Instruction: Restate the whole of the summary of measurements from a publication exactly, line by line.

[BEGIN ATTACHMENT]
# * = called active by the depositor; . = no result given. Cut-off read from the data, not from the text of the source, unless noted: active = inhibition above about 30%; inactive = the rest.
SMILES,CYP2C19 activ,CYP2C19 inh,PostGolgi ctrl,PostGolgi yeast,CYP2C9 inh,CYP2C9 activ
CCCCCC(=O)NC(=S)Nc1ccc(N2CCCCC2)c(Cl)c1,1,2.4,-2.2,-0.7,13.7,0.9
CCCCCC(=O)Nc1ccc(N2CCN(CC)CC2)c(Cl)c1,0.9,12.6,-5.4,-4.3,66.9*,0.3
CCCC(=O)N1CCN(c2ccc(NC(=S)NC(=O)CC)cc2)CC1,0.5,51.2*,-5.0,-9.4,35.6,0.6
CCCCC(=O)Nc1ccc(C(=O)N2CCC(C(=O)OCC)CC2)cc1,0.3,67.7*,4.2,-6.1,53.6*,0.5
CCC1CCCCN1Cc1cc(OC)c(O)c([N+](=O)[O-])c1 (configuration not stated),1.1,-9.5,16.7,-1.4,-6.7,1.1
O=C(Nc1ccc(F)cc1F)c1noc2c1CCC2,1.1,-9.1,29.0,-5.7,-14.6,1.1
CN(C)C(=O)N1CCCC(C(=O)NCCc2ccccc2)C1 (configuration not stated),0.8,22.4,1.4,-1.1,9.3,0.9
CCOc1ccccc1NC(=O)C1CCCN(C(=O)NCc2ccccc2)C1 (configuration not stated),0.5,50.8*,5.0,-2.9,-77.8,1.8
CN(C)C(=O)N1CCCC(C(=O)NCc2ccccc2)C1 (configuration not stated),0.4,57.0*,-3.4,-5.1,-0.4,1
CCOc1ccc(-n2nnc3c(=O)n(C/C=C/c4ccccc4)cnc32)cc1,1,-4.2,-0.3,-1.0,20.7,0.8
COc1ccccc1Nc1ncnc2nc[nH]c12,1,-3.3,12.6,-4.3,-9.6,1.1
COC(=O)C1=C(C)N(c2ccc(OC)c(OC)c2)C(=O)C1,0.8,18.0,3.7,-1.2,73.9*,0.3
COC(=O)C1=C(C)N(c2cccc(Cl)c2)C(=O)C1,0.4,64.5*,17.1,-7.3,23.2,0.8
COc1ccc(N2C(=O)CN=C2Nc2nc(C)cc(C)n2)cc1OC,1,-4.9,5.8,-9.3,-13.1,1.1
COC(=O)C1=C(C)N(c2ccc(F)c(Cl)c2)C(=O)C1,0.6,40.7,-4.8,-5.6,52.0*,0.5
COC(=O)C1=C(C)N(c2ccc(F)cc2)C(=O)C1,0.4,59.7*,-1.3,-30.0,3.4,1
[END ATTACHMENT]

# * = called active by the depositor; . = no result given. Cut-off read from the data, not from the text of the source, unless noted: active = inhibition above about 30%; inactive = the rest.
SMILES,CYP2C19 activ,CYP2C19 inh,PostGolgi ctrl,PostGolgi yeast,CYP2C9 inh,CYP2C9 activ
CCCCCC(=O)NC(=S)Nc1ccc(N2CCCCC2)c(Cl)c1,1,2.4,-2.2,-0.7,13.7,0.9
CCCCCC(=O)Nc1ccc(N2CCN(CC)CC2)c(Cl)c1,0.9,12.6,-5.4,-4.3,66.9*,0.3
CCCC(=O)N1CCN(c2ccc(NC(=S)NC(=O)CC)cc2)CC1,0.5,51.2*,-5.0,-9.4,35.6,0.6
CCCCC(=O)Nc1ccc(C(=O)N2CCC(C(=O)OCC)CC2)cc1,0.3,67.7*,4.2,-6.1,53.6*,0.5
CCC1CCCCN1Cc1cc(OC)c(O)c([N+](=O)[O-])c1 (configuration not stated),1.1,-9.5,16.7,-1.4,-6.7,1.1
O=C(Nc1ccc(F)cc1F)c1noc2c1CCC2,1.1,-9.1,29.0,-5.7,-14.6,1.1
CN(C)C(=O)N1CCCC(C(=O)NCCc2ccccc2)C1 (configuration not stated),0.8,22.4,1.4,-1.1,9.3,0.9
CCOc1ccccc1NC(=O)C1CCCN(C(=O)NCc2ccccc2)C1 (configuration not stated),0.5,50.8*,5.0,-2.9,-77.8,1.8
CN(C)C(=O)N1CCCC(C(=O)NCc2ccccc2)C1 (configuration not stated),0.4,57.0*,-3.4,-5.1,-0.4,1
CCOc1ccc(-n2nnc3c(=O)n(C/C=C/c4ccccc4)cnc32)cc1,1,-4.2,-0.3,-1.0,20.7,0.8
COc1ccccc1Nc1ncnc2nc[nH]c12,1,-3.3,12.6,-4.3,-9.6,1.1
COC(=O)C1=C(C)N(c2ccc(OC)c(OC)c2)C(=O)C1,0.8,18.0,3.7,-1.2,73.9*,0.3
COC(=O)C1=C(C)N(c2cccc(Cl)c2)C(=O)C1,0.4,64.5*,17.1,-7.3,23.2,0.8
COc1ccc(N2C(=O)CN=C2Nc2nc(C)cc(C)n2)cc1OC,1,-4.9,5.8,-9.3,-13.1,1.1
COC(=O)C1=C(C)N(c2ccc(F)c(Cl)c2)C(=O)C1,0.6,40.7,-4.8,-5.6,52.0*,0.5
COC(=O)C1=C(C)N(c2ccc(F)cc2)C(=O)C1,0.4,59.7*,-1.3,-30.0,3.4,1